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CWL’s Southern California Judicial Reception Judge Marguerite D. Downing of the Superior Court of California, County of Los Angeles was selected as this year’s Southern California Joan Dempsey Klein Distinguished Jurist Award recipient. Recipients are evaluated for excellence as jurists and for longstanding vigorous service and inspiration to women lawyers of California. Judge Downing is a graduate of University of West Los Angeles School of Law. She was appointed to the bench in 2007 by Governor Arnold Schwarzenegger. Before her elevation to the bench, she worked for 18 years as a public defender in the Los Angeles County Public Defender’s Office. She has chaired the Incarcerated Parents Working Group for Los Angeles County at Children’s Court and served on the Judicial Diversity Committee for the Los Angeles Superior Court. In 2007, Supreme Court Chief Justice Ronald George appointed Judge Downing to the Commission on Impartial Courts. She also vice-chaired the American Bar Association’s Judicial Division’s Judicial Mentor Program, participated on the Executive Board of the National Conference of State Court Judges, served as a Commissioner on the ABA Commission on Youth at Risk and the executive board of the Judicial Council for the National Bar Association. Judge Downing has long been active in bar associations, commissions, and committees, and is a past president of CWL. She is a tireless advocate for women in the profession and juvenile justice issues. Judge Downing is a worthy role model, and CWL is proud to highlight and acknowledge her many contributions to the profession. Her reception is co-sponsored by CWL affiliates Black Women Lawyers of Los Angeles and Women Lawyers Association of Los Angeles. Please join CWL in honoring Judge Downing in Los Angeles on Friday, May 19, 2017, at the Hilton Checkers Los Angeles, 535 South Grand Avenue, Los Angeles, CA 90071, from 5:00 - 7:30 p.m. For more information please contact CWL at info@cwl.org.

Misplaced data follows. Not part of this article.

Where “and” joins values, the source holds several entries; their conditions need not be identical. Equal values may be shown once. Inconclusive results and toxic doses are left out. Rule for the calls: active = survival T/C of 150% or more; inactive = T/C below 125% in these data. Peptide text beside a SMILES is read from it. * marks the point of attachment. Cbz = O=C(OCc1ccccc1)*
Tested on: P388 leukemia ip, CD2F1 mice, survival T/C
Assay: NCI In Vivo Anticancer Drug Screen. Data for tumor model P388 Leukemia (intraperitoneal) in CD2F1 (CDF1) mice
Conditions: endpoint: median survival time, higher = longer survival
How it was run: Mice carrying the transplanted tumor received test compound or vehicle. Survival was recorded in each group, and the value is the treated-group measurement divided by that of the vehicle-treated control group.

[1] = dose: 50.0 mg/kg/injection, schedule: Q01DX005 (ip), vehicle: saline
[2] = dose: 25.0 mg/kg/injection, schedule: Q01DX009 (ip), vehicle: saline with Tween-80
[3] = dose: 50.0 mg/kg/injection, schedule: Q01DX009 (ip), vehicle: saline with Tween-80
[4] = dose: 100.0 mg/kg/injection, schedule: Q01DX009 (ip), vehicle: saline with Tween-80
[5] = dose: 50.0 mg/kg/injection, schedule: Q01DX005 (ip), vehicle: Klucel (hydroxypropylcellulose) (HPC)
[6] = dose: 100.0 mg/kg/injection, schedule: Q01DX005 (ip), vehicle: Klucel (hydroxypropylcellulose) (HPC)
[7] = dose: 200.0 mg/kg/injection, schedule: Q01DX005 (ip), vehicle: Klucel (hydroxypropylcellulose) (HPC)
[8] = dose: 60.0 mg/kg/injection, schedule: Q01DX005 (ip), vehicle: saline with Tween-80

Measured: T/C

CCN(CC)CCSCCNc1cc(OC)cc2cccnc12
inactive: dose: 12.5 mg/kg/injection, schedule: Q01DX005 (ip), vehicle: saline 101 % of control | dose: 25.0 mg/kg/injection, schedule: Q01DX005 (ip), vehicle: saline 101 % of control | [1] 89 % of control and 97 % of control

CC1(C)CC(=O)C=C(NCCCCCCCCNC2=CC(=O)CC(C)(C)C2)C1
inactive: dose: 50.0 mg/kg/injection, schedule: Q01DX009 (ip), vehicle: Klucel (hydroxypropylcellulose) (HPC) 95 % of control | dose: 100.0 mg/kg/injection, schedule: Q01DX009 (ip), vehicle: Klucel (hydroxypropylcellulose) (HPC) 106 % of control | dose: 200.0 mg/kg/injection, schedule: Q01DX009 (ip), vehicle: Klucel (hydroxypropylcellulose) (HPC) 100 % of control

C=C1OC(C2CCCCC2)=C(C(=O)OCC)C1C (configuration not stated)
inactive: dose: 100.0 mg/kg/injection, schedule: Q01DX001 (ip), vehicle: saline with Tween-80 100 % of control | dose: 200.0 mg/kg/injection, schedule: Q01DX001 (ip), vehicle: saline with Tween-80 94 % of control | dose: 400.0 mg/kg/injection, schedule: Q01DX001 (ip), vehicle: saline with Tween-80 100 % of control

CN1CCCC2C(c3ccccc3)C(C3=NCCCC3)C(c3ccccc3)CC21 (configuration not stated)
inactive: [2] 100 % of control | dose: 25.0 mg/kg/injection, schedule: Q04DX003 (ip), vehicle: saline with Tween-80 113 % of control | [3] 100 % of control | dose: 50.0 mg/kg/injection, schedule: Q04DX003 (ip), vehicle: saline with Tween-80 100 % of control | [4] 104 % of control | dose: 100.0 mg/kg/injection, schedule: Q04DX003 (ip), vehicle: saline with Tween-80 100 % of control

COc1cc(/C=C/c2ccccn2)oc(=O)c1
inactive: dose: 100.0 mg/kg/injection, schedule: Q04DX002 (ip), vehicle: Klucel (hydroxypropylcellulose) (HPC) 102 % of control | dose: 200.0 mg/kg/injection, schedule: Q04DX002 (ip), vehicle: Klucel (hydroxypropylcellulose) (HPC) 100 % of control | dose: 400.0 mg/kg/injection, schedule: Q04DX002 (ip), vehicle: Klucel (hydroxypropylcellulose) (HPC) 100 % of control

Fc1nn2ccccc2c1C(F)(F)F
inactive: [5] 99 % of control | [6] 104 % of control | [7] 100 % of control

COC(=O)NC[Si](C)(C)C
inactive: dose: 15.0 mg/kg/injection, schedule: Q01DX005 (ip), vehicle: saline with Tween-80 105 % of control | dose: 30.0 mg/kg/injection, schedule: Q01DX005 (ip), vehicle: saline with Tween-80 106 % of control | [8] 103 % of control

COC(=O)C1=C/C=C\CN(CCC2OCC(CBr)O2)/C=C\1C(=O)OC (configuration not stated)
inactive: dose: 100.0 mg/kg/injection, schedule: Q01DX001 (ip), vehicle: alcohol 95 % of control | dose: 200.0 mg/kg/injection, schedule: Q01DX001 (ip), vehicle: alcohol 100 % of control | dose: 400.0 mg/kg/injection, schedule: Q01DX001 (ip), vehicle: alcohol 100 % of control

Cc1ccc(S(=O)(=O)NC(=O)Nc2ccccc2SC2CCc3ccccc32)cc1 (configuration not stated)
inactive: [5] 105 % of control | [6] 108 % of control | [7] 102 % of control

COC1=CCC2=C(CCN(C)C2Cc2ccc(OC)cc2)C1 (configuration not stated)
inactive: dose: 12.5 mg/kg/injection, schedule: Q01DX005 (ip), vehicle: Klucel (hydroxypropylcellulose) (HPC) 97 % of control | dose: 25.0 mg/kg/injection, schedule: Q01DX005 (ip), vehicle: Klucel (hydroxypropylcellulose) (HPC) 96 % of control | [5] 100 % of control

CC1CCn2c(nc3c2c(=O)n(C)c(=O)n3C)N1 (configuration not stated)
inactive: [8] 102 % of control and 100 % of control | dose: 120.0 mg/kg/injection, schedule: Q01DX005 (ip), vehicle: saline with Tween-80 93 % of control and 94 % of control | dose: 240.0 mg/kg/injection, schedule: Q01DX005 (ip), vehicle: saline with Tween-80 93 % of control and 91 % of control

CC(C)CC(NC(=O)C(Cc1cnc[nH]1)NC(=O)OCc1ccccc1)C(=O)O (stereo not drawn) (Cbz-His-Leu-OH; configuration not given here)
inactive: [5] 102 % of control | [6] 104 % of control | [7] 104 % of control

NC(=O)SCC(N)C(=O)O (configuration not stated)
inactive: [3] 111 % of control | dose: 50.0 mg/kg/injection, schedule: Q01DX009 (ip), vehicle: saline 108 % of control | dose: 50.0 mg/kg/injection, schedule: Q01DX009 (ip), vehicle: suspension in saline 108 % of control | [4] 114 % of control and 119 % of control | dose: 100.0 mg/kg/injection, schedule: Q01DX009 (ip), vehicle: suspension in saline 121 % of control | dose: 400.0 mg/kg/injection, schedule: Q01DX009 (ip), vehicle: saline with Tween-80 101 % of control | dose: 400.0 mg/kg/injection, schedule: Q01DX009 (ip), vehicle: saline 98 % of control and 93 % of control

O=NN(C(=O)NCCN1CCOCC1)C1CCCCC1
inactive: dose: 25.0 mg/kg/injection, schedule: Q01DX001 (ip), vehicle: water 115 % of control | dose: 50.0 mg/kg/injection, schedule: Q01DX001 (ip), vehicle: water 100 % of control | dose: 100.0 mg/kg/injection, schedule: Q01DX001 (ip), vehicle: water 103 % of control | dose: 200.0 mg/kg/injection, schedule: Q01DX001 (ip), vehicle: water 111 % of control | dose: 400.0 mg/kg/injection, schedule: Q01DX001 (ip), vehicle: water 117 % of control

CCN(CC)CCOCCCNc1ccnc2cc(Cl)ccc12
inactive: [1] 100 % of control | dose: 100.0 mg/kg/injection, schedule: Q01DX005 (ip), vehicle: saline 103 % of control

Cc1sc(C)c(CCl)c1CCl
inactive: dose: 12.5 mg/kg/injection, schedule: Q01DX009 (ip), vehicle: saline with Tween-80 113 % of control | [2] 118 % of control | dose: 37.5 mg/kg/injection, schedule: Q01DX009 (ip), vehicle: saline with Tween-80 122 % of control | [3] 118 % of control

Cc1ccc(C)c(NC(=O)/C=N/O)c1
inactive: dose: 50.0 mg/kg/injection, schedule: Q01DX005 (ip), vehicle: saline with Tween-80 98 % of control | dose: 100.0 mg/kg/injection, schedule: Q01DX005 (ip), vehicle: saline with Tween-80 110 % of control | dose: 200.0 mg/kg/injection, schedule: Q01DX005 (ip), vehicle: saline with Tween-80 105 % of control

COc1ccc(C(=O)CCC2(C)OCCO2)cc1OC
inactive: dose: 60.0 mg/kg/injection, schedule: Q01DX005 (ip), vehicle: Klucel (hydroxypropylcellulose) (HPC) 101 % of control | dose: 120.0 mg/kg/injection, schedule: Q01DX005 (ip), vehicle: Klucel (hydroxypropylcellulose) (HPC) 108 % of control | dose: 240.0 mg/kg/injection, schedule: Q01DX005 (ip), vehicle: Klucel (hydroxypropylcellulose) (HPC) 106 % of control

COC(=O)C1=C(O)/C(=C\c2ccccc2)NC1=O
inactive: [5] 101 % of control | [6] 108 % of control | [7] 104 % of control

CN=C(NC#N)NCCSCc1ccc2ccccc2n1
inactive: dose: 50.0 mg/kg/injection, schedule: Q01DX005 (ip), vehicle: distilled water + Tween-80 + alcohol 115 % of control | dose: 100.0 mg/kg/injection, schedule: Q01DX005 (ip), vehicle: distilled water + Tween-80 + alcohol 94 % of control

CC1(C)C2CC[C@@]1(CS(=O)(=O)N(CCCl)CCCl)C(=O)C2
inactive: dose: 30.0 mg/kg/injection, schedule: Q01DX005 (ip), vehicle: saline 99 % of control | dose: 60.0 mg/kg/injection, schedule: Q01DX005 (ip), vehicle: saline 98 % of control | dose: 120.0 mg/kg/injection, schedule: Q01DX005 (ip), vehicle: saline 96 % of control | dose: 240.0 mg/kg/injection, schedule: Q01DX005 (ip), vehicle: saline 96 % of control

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CWL’s Elect to Run CWL’s national award-winning program Elect to Run will be held at Sedgwick in San Francisco on June 9, 2017. The program is designed to educate and encourage women to run for public office, meet other women who have run for office, and provide one with all the information needed to decide to run for office. Please contact CWL for more information: info@cwl.org